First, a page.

Health experts in North Lincolnshire are urging parents to make sure their children's vaccinations are up to date after an increase in the numbers of measles cases. Three cases of the illness have been confirmed in the area in children too young to have received an MMR jab.
Measles is nowrelatively rare in the UK because a vaccination – the MMR – protects against it. However, those who have not had an MMR jab, or who have only had one dose, can still be vulnerable to the virus.
Dr Terry Matthews, Consultant in Communicable Disease Control for North Yorkshire and the Humber HPU, said: “Measles cases are still unusual these days but once the virus is in the community it spreads very easily and the recent cases in very young children show how important it is to get vaccinated to protect both individuals and our whole community from these infections.
“It is very important that anyone affected stays at home to avoid infecting others. Measles is extremely infectious and so please do not go straight to the hospital A&E department, but seek advice from your GP.
“While most people who get measles will recover completely within a couple of weeks, for some it can be a very serious illness. People with measles are very infectious – particularly from the start of the early symptoms to around four days after the rash develops - and anyone with measles should stay off school or work until at least five days after the rash starts.
Dr Matthews added: “When measles occurs, complications can be quite common and include severe coughs and breathing difficulties, ear and eye infections and pneumonia. In rare cases, measles can cause serious complications affecting the brain and nervous system, and even deaths on very rare occasions.
“There is no specific treatment for measles and anyone with the virus is advised to rest, drink plenty of fluids and take paracetamol to reduce fever. The key message though is that measles is preventable and children can be protected with the safe and effective MMR jab.”
Dr Matthews added that babies under the age of one are more vulnerable to the measles infection as they are too young to have had the immunisation and be protected that way. Therefore, it is especially important that any older children have had both doses of the MMR so they do not put babies at risk by catching the virus and passing it on.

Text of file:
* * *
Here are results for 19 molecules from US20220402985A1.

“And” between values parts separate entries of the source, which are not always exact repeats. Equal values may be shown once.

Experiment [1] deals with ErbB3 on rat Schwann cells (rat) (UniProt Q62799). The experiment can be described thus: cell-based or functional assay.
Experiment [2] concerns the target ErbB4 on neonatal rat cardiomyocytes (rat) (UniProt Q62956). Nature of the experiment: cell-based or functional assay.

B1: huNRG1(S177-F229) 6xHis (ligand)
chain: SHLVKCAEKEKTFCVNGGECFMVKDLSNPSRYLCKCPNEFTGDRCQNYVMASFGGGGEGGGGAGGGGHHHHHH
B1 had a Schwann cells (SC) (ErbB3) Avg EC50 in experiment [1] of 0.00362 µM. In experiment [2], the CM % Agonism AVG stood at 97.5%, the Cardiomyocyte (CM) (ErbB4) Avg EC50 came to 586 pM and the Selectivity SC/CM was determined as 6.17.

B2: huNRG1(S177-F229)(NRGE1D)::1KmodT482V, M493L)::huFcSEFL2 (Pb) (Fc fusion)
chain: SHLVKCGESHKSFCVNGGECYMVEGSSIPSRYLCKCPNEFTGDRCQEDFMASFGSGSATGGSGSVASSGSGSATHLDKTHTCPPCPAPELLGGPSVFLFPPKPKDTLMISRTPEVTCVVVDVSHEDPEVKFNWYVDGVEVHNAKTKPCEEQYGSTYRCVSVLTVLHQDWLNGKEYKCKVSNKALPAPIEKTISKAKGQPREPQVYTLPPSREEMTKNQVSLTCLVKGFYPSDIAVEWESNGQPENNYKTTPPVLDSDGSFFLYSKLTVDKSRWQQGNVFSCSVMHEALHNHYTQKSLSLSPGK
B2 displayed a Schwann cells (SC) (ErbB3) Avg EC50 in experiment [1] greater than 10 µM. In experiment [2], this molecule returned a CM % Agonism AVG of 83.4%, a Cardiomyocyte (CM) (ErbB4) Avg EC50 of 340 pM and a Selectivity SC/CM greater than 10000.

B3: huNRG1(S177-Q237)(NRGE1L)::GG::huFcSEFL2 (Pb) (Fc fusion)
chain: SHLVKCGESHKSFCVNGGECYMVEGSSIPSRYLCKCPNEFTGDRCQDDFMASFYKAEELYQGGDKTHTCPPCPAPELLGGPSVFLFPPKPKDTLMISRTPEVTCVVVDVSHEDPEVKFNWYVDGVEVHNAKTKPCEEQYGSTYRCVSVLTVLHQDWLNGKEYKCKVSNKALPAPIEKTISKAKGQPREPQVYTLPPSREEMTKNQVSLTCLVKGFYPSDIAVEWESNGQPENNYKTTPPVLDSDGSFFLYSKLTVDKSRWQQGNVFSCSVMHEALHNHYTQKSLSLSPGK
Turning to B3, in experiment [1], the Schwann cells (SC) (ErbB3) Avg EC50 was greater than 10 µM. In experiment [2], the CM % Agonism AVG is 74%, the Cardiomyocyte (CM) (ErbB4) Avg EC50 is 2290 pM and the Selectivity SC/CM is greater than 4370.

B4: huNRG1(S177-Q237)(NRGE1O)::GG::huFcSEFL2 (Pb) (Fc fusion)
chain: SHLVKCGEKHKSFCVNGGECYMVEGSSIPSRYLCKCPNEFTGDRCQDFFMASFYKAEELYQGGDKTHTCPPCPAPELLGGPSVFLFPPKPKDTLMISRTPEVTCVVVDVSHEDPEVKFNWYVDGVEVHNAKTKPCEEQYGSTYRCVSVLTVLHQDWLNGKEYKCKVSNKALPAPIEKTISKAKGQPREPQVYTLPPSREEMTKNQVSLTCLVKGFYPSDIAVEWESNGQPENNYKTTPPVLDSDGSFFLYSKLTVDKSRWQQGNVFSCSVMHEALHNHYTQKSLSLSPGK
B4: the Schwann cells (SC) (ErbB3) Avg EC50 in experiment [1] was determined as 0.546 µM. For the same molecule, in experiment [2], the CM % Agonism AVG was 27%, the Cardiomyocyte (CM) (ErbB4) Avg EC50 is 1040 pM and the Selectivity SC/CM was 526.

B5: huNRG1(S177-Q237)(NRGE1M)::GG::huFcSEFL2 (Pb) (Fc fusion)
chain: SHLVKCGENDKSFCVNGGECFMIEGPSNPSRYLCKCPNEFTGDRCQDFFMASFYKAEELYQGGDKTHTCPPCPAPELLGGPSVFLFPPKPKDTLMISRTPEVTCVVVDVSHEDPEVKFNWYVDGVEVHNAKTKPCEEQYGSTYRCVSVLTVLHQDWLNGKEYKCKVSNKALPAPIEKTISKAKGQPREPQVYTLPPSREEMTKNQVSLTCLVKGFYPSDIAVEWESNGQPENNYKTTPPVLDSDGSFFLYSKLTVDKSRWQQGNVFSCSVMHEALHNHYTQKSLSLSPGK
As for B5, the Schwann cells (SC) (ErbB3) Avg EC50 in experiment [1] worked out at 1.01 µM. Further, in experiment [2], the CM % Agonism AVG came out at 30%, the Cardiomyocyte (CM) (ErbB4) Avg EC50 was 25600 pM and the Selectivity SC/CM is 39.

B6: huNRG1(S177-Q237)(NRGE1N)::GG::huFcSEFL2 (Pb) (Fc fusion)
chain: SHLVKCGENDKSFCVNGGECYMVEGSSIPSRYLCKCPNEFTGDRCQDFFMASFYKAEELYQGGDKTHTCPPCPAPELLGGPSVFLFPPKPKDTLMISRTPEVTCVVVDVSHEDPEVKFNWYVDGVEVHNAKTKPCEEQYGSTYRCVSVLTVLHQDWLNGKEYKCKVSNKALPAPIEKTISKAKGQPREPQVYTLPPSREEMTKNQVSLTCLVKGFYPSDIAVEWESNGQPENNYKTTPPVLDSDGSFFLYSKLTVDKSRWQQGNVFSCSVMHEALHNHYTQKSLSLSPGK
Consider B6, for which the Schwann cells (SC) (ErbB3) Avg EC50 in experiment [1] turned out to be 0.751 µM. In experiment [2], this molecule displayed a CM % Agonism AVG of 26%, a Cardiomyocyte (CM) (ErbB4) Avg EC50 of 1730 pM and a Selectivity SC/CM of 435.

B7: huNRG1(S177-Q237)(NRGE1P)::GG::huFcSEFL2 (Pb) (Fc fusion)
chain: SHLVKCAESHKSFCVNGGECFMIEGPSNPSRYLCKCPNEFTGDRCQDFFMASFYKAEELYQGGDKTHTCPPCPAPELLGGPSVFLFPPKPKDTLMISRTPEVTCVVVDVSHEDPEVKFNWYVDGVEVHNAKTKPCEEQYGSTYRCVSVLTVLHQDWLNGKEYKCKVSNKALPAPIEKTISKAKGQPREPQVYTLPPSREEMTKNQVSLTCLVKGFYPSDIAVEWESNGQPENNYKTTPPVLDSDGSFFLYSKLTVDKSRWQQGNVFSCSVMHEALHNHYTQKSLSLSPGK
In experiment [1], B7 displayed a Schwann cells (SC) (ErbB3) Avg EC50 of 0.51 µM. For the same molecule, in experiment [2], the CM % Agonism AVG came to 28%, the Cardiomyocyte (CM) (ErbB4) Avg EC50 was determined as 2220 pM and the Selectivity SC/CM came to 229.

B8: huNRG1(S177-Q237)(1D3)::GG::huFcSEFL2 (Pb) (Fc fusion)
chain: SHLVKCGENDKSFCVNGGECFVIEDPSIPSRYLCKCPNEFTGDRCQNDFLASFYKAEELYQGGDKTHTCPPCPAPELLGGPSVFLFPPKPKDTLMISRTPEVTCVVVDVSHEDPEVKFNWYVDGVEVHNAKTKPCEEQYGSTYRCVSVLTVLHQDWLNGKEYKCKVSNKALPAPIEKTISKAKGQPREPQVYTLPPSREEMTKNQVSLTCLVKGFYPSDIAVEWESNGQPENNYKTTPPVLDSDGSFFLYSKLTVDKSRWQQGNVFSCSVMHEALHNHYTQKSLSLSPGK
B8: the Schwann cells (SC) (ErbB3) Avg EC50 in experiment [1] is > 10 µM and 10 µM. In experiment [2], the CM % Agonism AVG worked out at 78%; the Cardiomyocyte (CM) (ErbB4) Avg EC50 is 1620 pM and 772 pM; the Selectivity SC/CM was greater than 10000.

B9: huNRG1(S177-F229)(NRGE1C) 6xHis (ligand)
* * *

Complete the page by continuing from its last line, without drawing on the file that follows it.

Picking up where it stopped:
Frances Cunning, Director of Public Health for North Lincolnshire, said: “MMR is a highly effective, safe vaccine which is given to children in two doses – one when they are aged between 12 and 13 months and one before they start school around the age of 3 and a half years.
“We know from research that about 10% of people receiving the first dose of the MMR vaccine may not have full protection against measles, mumps and rubella and so it is important that all children have the second dose as well, to make sure they are fully protected.
“Also, if you're planning a pregnancy and you have not had measles, you should arrange to have the MMR jab before becoming pregnant. If you catch measles when pregnant, it can be passed on to the unborn child, which can be harmful or even fatal for the baby.
“The summer holidays is a good time to check up on things like whether your children’s vaccinations are up-to-date and, if not, make sure you get them protected before they go back to school in September. Remember, it’s never too late to vaccinate! MMR - like all vaccinations - can be given at any age. If your child has missed any vaccinations your GP, practice nurse or health visitor will be happy to arrange for them to catch up on ensuring they are protected from what can be nasty illnesses.”
Confirmed cases of measles for Yorkshire and the Humber region:
- 2011 - 62 cases
- 2010 - 33 cases
- 2009 - 51 cases
- 2008 - 50 cases
- 2007 - 136 cases
- 2006 - 47 cases
You can find out more about measles here.